The Pittsburgh Steelers defense unveiled a new Big Nickel look on Sunday in their 27-10 win over the New York Jets when they broke out their 4-2-5 personnel group that featured four defensive linemen and no outside linebackers on the field.
Head coach Mike Tomlin was asked about this new sub-package grouping on Tuesday during his press conference. “We tend to lean on it from time to time because it provides versatility for us,” said Tomlin. “It allows us to match, from a personnel standpoint, in the secondary with skill but also maintain our big body presence in the run game.”
Now we have seen the other version of the Big Nickel last year against the New England Patriots when an extra safety and an extra cornerback were brought into the game in the form of Cortez Allen and Ryan Mundy to replace nose tackle Casey Hampton and inside linebacker Stevenson Sylvester.
The grouping of the Big Nickel that we saw Sunday against the Jets saw both outside linebackers come off and an extra defensive linemen come on in addition to an extra cornerback, which in this case was Allen.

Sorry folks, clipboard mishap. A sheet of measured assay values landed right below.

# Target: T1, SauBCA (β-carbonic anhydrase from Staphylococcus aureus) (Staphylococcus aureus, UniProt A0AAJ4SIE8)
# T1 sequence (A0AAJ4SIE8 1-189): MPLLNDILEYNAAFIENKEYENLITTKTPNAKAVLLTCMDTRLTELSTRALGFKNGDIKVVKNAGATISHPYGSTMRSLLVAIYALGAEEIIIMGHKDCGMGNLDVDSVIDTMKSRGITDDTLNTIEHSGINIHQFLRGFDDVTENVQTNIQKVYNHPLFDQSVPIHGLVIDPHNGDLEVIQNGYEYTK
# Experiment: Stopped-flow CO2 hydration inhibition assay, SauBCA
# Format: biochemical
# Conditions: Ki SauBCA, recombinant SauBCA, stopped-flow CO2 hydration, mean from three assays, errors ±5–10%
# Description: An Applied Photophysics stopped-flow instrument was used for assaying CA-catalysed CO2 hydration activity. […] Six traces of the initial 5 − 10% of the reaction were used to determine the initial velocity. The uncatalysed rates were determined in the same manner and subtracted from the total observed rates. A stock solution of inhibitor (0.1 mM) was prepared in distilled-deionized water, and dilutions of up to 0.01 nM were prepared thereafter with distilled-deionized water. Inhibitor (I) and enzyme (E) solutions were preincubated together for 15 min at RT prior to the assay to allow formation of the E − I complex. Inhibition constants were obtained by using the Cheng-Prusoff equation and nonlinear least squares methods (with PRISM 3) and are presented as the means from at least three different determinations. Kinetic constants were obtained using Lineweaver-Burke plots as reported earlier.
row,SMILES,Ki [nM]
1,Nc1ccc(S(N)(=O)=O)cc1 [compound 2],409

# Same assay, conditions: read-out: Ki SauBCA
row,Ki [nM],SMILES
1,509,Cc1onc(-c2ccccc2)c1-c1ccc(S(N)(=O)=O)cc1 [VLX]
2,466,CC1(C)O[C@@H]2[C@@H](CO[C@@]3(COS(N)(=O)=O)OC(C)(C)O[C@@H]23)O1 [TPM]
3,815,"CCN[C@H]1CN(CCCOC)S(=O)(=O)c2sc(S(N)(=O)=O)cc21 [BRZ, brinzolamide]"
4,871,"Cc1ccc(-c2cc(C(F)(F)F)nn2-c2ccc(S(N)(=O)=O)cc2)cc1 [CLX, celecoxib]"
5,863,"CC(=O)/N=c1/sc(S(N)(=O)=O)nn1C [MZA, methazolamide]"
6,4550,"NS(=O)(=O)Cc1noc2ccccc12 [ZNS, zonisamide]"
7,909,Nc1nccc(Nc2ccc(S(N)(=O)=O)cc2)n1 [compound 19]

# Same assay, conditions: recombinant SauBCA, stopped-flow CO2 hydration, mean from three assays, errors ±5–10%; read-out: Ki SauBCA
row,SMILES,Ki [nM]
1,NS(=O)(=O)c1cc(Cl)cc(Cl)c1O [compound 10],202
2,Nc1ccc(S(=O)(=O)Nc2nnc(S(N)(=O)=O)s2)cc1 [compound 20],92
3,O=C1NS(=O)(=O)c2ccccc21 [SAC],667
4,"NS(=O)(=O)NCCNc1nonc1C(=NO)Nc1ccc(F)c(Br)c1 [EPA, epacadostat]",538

In total this was spotted on five plays throughout the game with one of them being the 3rd down pass play that ended with inside linebacker Lawrence Timmons getting flagged for his hit on Jets quarterback Mark Sanchez.
While I am no Dick LeBeau, I am curious as to the reasoning why LaMarr Woodley was removed in that package. The same big front could have been achieved, and a much better pass rushing one at that, by leaving in Woodley as the 5,6, or 7 technique left end and kicking Ziggy Hood over to have left inside gap control.
2 of the 5 plays this grouping was used on came on 3rd downs and you would think that you would want your best pass rusher on the field. The fear of the run and the theory of the four man front I certainly understand, it is the personnel used in it that I have the biggest question about and perhaps LeBeau will be asked about this during his Thursday talk with the media.
I hope to have more on this later in the week as get deeper into my All-22 tape breakdown of the Jets game, but first wanted to get my early thoughts out on it as I continue to digest it.
Below are some stills from the 5 plays that the Steelers used the 4-2-5 on.